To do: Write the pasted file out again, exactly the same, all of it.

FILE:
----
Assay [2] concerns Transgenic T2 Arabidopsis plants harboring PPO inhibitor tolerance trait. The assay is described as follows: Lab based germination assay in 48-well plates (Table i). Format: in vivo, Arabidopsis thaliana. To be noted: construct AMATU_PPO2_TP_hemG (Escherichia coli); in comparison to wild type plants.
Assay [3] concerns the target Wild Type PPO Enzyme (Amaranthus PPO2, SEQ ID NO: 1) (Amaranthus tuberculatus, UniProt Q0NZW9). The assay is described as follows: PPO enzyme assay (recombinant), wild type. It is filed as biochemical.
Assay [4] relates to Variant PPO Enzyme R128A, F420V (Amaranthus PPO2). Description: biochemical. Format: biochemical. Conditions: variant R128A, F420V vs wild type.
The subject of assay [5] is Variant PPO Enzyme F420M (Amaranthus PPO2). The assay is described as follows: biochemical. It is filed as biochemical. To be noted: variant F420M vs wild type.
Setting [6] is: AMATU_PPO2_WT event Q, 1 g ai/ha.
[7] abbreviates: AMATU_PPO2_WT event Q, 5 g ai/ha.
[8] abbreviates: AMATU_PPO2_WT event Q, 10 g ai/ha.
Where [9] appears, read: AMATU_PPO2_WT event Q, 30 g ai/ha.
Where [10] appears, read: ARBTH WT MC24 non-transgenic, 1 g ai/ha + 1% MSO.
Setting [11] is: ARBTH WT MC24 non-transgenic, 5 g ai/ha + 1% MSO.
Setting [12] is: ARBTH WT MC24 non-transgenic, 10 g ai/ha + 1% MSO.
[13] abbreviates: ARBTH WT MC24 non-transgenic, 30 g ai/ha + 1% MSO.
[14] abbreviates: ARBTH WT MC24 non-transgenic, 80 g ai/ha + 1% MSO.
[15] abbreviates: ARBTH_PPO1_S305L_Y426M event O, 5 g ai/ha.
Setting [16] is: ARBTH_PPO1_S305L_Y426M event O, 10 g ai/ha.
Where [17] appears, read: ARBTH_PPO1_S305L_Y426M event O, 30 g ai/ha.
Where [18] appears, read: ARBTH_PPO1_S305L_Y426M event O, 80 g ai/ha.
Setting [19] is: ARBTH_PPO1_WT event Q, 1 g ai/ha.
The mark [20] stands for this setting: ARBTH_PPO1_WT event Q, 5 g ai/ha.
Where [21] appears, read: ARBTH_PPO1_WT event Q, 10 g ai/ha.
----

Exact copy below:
Assay [2] concerns Transgenic T2 Arabidopsis plants harboring PPO inhibitor tolerance trait. The assay is described as follows: Lab based germination assay in 48-well plates (Table i). Format: in vivo, Arabidopsis thaliana. To be noted: construct AMATU_PPO2_TP_hemG (Escherichia coli); in comparison to wild type plants.
Assay [3] concerns the target Wild Type PPO Enzyme (Amaranthus PPO2, SEQ ID NO: 1) (Amaranthus tuberculatus, UniProt Q0NZW9). The assay is described as follows: PPO enzyme assay (recombinant), wild type. It is filed as biochemical.
Assay [4] relates to Variant PPO Enzyme R128A, F420V (Amaranthus PPO2). Description: biochemical. Format: biochemical. Conditions: variant R128A, F420V vs wild type.
The subject of assay [5] is Variant PPO Enzyme F420M (Amaranthus PPO2). The assay is described as follows: biochemical. It is filed as biochemical. To be noted: variant F420M vs wild type.
Setting [6] is: AMATU_PPO2_WT event Q, 1 g ai/ha.
[7] abbreviates: AMATU_PPO2_WT event Q, 5 g ai/ha.
[8] abbreviates: AMATU_PPO2_WT event Q, 10 g ai/ha.
Where [9] appears, read: AMATU_PPO2_WT event Q, 30 g ai/ha.
Where [10] appears, read: ARBTH WT MC24 non-transgenic, 1 g ai/ha + 1% MSO.
Setting [11] is: ARBTH WT MC24 non-transgenic, 5 g ai/ha + 1% MSO.
Setting [12] is: ARBTH WT MC24 non-transgenic, 10 g ai/ha + 1% MSO.
[13] abbreviates: ARBTH WT MC24 non-transgenic, 30 g ai/ha + 1% MSO.
[14] abbreviates: ARBTH WT MC24 non-transgenic, 80 g ai/ha + 1% MSO.
[15] abbreviates: ARBTH_PPO1_S305L_Y426M event O, 5 g ai/ha.
Setting [16] is: ARBTH_PPO1_S305L_Y426M event O, 10 g ai/ha.
Where [17] appears, read: ARBTH_PPO1_S305L_Y426M event O, 30 g ai/ha.
Where [18] appears, read: ARBTH_PPO1_S305L_Y426M event O, 80 g ai/ha.
Setting [19] is: ARBTH_PPO1_WT event Q, 1 g ai/ha.
The mark [20] stands for this setting: ARBTH_PPO1_WT event Q, 5 g ai/ha.
Where [21] appears, read: ARBTH_PPO1_WT event Q, 10 g ai/ha.